Startups typically begin with limited resources but have many mountains to move. Thus, startups regularly reach out to external contractors to assist with various to-dos. Engagement with these external parties come with contractual obligations and many startups are unaware of what contract types are available when making a request for help.
My earlier experiences with contractors began with merely handshakes but quickly learned that if it isn’t in writing then it was never agreed to. Take the time to outline the scope, include everything you expect from the third party, and then put it in writing. Clearly defined expectations, timelines, and deliverables set forth in the beginning makes everyone’s life much easier as the project nears the end.
“There are several types of contracts to be used in various situations and each have a different risk profile (Paul Cook, 2010). The following article breaks down some of the most widely used contract types for services and things to remember for quick reference.
Fixed Price Contracts
The two most commonly used fixed priced contracts are firm fixed price and fixed price incentive. Both of these contract structures provide the final total due to the external contractor before the work gets started.
A) Firm Fixed Price (FFP)
A Fixed price contract is a contract where the contractor has to complete all the work for one flat fee. This creates an incentive for the contractor to finish ahead of schedule and properly manage resources. However, though the risk of losing money is on the contractor, a risk for the client is sub-par work. “[T]his approach could lead to reduced performance or poor quality of the product” (Risk Management Basics, 2006).
“This contract type places upon the contractor maximum risk and full responsibility for all costs and resulting profit or loss. It provides maximum incentive for the contractor to control costs and perform effectively and imposes a minimum administrative burden upon contracting parties” (DLA, n.d.).
B) Fixed Price Incentive (FPI)
A fixed price incentive contract allows the client to pay the contractor a fixed amount. “[H]owever that this particular set amount may waver of vary if the seller meets some sort of pre-designated criteria related to the performance” of the contractor (Project Management Knowledge, 2010).
There is a risk of the final price being higher than original negotiated in the fixed price but would be based on performance of the contractor and most likely has a ceiling. Thus, it would be feasible for the client to calculate the maximum amount of money that could be paid under this contract. (i.e. contractor finishes a month early, meets the deliverables, and there is a 5% bonus).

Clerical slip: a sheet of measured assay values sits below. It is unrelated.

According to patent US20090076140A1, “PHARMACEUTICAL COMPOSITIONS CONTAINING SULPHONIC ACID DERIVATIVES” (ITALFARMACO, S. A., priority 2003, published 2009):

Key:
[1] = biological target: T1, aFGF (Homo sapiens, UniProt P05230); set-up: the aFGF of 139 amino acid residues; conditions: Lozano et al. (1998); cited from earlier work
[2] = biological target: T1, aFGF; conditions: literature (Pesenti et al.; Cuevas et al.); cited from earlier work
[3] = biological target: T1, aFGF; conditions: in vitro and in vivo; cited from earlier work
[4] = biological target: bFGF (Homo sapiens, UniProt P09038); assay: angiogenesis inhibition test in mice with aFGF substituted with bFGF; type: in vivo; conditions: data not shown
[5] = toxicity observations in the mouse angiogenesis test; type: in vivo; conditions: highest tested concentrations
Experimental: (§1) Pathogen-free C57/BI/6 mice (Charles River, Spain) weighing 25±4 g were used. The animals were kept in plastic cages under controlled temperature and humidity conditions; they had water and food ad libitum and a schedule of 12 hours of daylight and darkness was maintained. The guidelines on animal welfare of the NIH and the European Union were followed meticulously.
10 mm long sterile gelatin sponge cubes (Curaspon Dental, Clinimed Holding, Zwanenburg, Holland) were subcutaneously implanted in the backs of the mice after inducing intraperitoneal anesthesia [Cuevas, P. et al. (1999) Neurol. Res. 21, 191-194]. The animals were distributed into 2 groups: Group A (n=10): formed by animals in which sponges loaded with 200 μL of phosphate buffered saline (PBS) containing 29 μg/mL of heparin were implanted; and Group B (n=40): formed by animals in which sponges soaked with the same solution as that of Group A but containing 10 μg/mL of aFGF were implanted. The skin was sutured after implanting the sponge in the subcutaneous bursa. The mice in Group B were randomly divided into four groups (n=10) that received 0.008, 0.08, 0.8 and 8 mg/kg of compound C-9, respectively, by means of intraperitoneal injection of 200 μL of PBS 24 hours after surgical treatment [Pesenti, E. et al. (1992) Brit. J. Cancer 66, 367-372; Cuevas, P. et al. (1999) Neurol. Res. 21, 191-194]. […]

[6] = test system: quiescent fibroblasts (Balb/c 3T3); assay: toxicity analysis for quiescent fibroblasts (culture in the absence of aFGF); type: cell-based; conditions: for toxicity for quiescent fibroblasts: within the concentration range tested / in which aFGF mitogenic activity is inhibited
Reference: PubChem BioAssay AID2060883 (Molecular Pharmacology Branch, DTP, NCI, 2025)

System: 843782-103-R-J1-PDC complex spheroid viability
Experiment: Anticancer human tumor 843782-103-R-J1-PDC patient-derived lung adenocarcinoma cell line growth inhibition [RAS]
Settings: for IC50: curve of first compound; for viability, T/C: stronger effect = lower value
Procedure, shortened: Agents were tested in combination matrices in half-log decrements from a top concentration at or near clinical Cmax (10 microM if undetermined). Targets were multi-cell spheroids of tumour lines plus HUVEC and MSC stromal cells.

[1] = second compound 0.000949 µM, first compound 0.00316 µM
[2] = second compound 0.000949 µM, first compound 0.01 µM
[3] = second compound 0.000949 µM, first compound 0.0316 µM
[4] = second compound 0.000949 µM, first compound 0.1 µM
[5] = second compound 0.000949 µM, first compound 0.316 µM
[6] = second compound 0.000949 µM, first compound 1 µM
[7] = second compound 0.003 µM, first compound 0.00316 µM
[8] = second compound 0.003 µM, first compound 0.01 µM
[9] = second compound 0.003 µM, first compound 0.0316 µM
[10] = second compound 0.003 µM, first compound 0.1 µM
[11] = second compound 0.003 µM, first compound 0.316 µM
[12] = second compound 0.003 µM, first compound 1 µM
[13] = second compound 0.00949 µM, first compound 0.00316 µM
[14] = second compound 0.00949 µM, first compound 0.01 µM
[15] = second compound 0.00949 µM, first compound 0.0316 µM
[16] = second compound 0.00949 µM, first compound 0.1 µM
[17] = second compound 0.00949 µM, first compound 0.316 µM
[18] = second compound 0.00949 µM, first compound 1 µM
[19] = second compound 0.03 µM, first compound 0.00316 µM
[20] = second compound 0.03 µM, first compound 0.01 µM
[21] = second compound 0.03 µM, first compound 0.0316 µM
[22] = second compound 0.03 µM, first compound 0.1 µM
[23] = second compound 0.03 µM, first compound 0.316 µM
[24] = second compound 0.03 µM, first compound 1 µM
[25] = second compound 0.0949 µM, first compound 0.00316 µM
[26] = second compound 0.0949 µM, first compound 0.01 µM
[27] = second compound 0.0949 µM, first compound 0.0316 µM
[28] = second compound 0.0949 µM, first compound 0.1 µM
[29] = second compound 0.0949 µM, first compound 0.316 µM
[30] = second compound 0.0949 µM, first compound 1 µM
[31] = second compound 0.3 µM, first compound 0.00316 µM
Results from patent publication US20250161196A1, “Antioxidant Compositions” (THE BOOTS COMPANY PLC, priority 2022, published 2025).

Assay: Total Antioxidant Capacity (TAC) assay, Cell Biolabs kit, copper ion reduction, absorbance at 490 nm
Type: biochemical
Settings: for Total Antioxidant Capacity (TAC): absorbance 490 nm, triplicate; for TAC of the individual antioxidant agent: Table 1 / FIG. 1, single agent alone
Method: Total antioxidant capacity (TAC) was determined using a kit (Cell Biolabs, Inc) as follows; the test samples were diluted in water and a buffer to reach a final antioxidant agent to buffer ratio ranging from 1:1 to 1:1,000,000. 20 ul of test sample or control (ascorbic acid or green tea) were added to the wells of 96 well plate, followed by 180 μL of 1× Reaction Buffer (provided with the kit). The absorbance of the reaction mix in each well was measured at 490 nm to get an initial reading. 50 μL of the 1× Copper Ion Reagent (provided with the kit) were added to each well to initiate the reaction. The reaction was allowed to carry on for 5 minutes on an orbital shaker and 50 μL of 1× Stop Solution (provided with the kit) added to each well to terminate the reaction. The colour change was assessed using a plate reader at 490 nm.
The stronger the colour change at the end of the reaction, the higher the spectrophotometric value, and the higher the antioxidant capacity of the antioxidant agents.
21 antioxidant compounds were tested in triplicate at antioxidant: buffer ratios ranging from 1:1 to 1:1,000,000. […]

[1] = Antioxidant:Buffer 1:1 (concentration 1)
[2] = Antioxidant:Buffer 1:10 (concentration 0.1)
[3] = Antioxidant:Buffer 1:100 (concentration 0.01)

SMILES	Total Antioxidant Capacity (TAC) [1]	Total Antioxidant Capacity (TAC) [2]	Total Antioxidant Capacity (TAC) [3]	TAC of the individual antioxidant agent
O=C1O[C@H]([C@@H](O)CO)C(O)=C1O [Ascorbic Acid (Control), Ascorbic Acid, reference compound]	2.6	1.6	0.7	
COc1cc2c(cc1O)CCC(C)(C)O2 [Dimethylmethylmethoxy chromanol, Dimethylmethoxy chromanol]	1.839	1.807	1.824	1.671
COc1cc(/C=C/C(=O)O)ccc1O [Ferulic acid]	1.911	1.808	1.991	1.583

Cost Plus Based Contracts
The following three contract types, CPIF, CPFF, & CPPC, are cost plus contracts meaning the client maintains the highest risk because the total amount is unknown during negotiations.
A) Cost Plus Incentive Fee (CPIF)
“A cost-plus-incentive-fee contract is a cost-reimbursement contract that provides for an initially negotiated fee to be adjusted later by a formula based on the relationship of total allowable costs to total target costs” (DAU, n.d.). The client carries “the bigger risk as the total cost is uncertain” (Dhanasekaran, 2008). Not only does the client not know the total amount of fees to pay the contractor there are also the associated unknown costs which have to be reimbursed.
B) Cost Plus Fixed Fee (CPFF)
The Cost Plus Fixed Fee contract is not a set amount for the total dollars spent. More burden is on the client to manage expenses and can result in paying much more money than originally anticipated. Additionally, “[t]he contractor is reimbursed for allowable, allocable costs” though the “[c]ontractor’s profit is fixed” (DLA, n.d.). This is the less riskiest Cost Plus contract for the client because the exact contractor price is known and only unknown reimbursements remain.
C) Cost Plus Percentage of Costs (CPPC)
The Cost Plus Percentage of Costs is the lowest risk contract for the contractor. “This is very similar to the cost plus fixed fee contract except that the contractor bears even less risk. Their fee is calculated based on a percentage of actual costs. It is generally believed that having a fee at risk is a motivating factor for contractors, so this approach is not allowed for federal government contracts (Dahlgren, 2007).
Things to Remember
Never leave any detail out of a contract even if it was verbally agreed upon or is assumed!
– Always include deliverables into the contract.
– Always have a deadline for completion.
– Always have a method for resolving a dispute.
– Be specific on payment terms and methods.
– Have both parties sign it and make copies.
Don’t be strong-armed into a contract without knowing exactly what is to be expected by both parties. Fixed Price is usually the best structure for a startup since all known costs are identified up front. Always perform some research before moving full steam ahead, don’t be afraid to ask for references, and if term are negotiable.
What successes or failures have you encountered with third parties and contracts?